NVCF also learned that 9,000 of the Valley’s Legal Permanent Residents (LPRs — workers with green cards) were eligible for citizenship. But the percentage of the LPRs who became naturalized citizens over time was significantly lower than the state average. Few comprehensive services were available locally to help people through the complex legal process of becoming a citizen, and no one was promoting it. NVCF also uncovered research that when a person naturalizes, their household income can increase 10 percent or more, their English-language skills improve, they build the confidence that promotes job mobility, their children do better in school and are more likely to go to college, and they are more engaged in civic life.
With this information in hand, NVCF collaborated with local organizations to create a program to improve immigrants’ economic success through naturalization. The resulting One Napa Valley has built a group-processing operation to help more LPRs attain citizenship. It includes outreach to immigrants, legal representation and application assistance, English as a Second Language classes specific to citizenship, and fee waivers when needed. Successfully naturalized citizens and their US-born family members are active in the outreach and volunteer efforts, a critical factor in trust-building and program success.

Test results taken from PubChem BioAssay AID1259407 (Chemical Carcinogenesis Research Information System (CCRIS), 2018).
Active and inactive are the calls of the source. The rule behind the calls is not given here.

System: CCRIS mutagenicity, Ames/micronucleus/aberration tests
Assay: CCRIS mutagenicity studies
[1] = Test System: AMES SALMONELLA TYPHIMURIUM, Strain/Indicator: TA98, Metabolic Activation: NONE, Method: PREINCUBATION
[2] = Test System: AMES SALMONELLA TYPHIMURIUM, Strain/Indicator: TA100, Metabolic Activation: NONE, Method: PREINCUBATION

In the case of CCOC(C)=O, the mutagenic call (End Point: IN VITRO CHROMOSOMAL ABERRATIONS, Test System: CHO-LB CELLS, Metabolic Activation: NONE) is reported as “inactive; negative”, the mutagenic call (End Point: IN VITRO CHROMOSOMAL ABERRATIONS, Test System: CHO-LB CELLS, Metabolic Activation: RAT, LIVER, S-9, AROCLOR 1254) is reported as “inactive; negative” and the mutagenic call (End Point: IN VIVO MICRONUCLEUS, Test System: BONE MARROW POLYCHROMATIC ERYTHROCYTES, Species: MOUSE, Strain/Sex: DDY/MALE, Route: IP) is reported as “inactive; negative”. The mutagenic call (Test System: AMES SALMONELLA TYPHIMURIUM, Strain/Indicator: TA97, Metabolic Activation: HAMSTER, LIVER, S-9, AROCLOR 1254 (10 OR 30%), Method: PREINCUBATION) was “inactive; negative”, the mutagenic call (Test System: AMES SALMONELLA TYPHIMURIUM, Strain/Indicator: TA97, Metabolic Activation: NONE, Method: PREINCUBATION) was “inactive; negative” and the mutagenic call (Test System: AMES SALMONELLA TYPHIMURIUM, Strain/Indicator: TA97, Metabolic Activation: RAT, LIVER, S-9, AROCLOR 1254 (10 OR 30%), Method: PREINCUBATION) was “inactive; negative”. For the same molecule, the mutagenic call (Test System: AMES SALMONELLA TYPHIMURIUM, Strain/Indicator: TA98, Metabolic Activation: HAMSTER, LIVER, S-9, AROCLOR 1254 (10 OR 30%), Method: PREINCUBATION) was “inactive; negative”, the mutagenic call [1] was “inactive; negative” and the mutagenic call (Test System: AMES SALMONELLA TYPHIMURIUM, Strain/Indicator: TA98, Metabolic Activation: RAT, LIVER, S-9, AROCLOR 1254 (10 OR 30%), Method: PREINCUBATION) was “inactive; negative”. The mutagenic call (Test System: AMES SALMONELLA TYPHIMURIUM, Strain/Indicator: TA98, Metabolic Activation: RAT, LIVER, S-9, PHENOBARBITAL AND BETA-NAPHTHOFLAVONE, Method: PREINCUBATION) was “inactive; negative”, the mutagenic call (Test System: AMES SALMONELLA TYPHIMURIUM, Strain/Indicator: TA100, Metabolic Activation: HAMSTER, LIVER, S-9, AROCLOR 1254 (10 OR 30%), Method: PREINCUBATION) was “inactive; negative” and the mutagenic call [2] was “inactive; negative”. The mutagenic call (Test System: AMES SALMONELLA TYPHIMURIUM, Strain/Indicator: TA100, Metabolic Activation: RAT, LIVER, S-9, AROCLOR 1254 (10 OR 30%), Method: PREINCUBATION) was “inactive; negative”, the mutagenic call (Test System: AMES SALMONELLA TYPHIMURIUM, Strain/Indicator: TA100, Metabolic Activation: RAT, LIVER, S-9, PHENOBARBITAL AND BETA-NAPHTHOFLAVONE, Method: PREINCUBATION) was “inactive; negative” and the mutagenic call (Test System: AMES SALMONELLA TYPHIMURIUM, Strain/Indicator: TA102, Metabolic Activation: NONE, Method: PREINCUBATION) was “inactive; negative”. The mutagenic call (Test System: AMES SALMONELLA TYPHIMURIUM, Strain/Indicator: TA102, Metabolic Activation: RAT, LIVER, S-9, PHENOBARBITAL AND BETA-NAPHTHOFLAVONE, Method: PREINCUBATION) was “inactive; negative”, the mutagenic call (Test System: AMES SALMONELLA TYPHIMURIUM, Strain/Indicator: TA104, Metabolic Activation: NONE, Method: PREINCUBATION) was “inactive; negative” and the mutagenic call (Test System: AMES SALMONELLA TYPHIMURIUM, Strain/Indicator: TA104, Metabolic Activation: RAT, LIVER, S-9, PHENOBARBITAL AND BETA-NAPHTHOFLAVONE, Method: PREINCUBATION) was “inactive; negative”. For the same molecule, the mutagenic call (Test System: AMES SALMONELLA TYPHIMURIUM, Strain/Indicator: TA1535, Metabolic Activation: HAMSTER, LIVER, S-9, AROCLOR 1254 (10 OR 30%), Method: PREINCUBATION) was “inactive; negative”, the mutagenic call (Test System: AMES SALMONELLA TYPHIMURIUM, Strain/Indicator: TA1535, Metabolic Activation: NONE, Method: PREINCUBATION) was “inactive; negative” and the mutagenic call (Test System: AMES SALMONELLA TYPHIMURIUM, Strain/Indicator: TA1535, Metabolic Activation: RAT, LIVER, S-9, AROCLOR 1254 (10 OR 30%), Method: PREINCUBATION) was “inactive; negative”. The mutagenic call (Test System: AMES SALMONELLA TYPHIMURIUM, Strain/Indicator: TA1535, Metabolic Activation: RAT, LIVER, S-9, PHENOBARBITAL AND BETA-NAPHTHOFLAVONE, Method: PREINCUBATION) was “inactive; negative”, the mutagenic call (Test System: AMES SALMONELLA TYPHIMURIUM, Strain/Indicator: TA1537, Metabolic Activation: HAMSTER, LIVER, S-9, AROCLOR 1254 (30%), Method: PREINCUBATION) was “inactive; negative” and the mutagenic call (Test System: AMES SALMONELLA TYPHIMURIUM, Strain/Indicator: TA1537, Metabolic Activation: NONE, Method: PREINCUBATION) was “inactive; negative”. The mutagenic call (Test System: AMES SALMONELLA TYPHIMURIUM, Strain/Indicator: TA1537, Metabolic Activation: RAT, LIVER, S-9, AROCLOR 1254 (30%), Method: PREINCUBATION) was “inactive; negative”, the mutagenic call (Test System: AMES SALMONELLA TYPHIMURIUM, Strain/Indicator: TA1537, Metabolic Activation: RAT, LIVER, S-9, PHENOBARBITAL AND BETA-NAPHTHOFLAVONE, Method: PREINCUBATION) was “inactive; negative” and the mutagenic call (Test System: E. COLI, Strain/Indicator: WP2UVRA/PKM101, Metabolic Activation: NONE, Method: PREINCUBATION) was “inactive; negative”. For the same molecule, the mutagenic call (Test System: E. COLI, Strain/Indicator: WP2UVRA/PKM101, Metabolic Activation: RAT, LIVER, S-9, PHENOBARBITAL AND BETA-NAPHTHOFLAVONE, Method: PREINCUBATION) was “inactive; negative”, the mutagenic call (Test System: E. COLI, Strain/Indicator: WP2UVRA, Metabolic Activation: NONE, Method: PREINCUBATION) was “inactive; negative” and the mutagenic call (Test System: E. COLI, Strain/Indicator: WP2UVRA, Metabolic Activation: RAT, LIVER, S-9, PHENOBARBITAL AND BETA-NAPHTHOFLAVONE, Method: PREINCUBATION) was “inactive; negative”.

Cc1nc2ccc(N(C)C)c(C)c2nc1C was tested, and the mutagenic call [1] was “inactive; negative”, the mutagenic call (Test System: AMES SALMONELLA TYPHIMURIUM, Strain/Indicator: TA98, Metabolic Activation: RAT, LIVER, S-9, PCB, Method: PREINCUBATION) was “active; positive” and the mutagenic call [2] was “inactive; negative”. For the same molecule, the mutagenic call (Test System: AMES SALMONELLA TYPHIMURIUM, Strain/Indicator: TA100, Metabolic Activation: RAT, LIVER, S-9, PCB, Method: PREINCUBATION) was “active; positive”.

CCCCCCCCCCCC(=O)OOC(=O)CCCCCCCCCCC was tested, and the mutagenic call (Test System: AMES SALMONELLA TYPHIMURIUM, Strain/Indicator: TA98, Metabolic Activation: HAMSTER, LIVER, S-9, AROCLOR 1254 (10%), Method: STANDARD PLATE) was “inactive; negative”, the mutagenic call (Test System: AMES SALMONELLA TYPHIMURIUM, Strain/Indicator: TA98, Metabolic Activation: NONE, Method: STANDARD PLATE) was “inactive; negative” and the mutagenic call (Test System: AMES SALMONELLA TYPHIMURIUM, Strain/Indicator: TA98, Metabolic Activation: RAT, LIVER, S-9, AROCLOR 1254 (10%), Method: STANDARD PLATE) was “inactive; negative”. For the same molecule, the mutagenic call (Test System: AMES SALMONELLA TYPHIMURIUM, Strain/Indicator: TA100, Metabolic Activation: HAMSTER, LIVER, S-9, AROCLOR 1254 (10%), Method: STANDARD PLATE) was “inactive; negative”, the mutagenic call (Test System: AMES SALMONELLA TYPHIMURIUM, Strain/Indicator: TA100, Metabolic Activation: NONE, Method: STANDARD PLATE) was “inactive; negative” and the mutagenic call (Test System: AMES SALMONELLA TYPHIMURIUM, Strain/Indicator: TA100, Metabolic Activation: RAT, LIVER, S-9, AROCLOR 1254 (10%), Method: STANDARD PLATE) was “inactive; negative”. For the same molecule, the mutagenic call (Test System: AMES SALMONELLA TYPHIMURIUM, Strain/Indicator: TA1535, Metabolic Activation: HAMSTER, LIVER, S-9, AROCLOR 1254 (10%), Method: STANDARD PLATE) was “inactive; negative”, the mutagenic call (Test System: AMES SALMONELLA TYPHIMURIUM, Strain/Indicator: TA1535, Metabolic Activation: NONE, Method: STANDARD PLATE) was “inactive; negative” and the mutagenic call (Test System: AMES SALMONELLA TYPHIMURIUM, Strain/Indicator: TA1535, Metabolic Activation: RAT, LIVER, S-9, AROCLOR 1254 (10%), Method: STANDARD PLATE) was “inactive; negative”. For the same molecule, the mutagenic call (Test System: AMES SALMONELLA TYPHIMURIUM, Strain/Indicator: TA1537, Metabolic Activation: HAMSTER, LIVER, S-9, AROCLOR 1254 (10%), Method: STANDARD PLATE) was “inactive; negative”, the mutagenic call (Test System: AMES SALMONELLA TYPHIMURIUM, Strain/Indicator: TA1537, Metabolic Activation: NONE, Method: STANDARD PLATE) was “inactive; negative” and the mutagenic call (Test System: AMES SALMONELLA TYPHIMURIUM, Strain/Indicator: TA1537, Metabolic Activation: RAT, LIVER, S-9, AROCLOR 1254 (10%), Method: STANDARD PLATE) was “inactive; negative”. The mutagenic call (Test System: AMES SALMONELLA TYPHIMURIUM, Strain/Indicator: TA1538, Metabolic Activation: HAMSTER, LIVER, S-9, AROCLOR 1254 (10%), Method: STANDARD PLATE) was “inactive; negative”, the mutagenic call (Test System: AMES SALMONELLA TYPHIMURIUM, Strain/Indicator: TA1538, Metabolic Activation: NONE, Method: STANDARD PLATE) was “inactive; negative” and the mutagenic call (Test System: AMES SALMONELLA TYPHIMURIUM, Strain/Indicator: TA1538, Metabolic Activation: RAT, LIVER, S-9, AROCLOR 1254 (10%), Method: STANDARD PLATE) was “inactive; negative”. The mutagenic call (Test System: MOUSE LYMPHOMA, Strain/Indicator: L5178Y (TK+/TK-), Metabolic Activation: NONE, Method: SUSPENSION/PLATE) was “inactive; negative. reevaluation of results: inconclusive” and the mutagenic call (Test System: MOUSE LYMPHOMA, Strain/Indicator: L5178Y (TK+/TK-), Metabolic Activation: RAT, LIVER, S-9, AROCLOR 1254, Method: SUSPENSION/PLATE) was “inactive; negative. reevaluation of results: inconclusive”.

The year before One Napa Valley launched, the one legal aid agency in the area had processed fewer than five naturalization applications. By comparison, in the nearly four years since, One Napa Valley’s work has resulted in 449 newly naturalized citizens (and counting). More than 220 volunteers have been engaged in the effort, and, in total, 870 immigrant neighbors from 46 countries around the world have filed for citizenship or other immigration assistance.